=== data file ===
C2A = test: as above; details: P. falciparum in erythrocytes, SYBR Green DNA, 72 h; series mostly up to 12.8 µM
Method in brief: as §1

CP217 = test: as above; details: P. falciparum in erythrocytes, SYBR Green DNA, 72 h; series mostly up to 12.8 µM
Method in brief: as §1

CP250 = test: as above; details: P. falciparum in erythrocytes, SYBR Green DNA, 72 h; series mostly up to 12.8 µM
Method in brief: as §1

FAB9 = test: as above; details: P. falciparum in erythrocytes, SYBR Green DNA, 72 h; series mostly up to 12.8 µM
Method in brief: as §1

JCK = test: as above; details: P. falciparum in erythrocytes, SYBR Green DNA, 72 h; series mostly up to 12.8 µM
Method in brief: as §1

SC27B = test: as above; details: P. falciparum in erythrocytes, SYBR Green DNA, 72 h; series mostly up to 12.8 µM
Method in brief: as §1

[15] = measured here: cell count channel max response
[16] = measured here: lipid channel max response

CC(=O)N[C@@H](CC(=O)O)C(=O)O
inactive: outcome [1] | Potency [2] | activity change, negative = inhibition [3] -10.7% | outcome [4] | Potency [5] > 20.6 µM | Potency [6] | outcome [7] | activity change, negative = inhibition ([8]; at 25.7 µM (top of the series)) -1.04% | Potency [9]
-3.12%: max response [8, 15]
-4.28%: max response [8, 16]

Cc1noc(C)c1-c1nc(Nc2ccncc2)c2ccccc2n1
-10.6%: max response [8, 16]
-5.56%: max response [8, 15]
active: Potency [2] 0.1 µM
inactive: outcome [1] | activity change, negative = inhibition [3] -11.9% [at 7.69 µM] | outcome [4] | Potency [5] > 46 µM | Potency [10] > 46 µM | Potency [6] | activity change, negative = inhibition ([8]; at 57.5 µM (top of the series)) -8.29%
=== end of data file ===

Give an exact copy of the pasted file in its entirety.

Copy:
C2A = test: as above; details: P. falciparum in erythrocytes, SYBR Green DNA, 72 h; series mostly up to 12.8 µM
Method in brief: as §1

CP217 = test: as above; details: P. falciparum in erythrocytes, SYBR Green DNA, 72 h; series mostly up to 12.8 µM
Method in brief: as §1

CP250 = test: as above; details: P. falciparum in erythrocytes, SYBR Green DNA, 72 h; series mostly up to 12.8 µM
Method in brief: as §1

FAB9 = test: as above; details: P. falciparum in erythrocytes, SYBR Green DNA, 72 h; series mostly up to 12.8 µM
Method in brief: as §1

JCK = test: as above; details: P. falciparum in erythrocytes, SYBR Green DNA, 72 h; series mostly up to 12.8 µM
Method in brief: as §1

SC27B = test: as above; details: P. falciparum in erythrocytes, SYBR Green DNA, 72 h; series mostly up to 12.8 µM
Method in brief: as §1

[15] = measured here: cell count channel max response
[16] = measured here: lipid channel max response

CC(=O)N[C@@H](CC(=O)O)C(=O)O
inactive: outcome [1] | Potency [2] | activity change, negative = inhibition [3] -10.7% | outcome [4] | Potency [5] > 20.6 µM | Potency [6] | outcome [7] | activity change, negative = inhibition ([8]; at 25.7 µM (top of the series)) -1.04% | Potency [9]
-3.12%: max response [8, 15]
-4.28%: max response [8, 16]

Cc1noc(C)c1-c1nc(Nc2ccncc2)c2ccccc2n1
-10.6%: max response [8, 16]
-5.56%: max response [8, 15]
active: Potency [2] 0.1 µM
inactive: outcome [1] | activity change, negative = inhibition [3] -11.9% [at 7.69 µM] | outcome [4] | Potency [5] > 46 µM | Potency [10] > 46 µM | Potency [6] | activity change, negative = inhibition ([8]; at 57.5 µM (top of the series)) -8.29%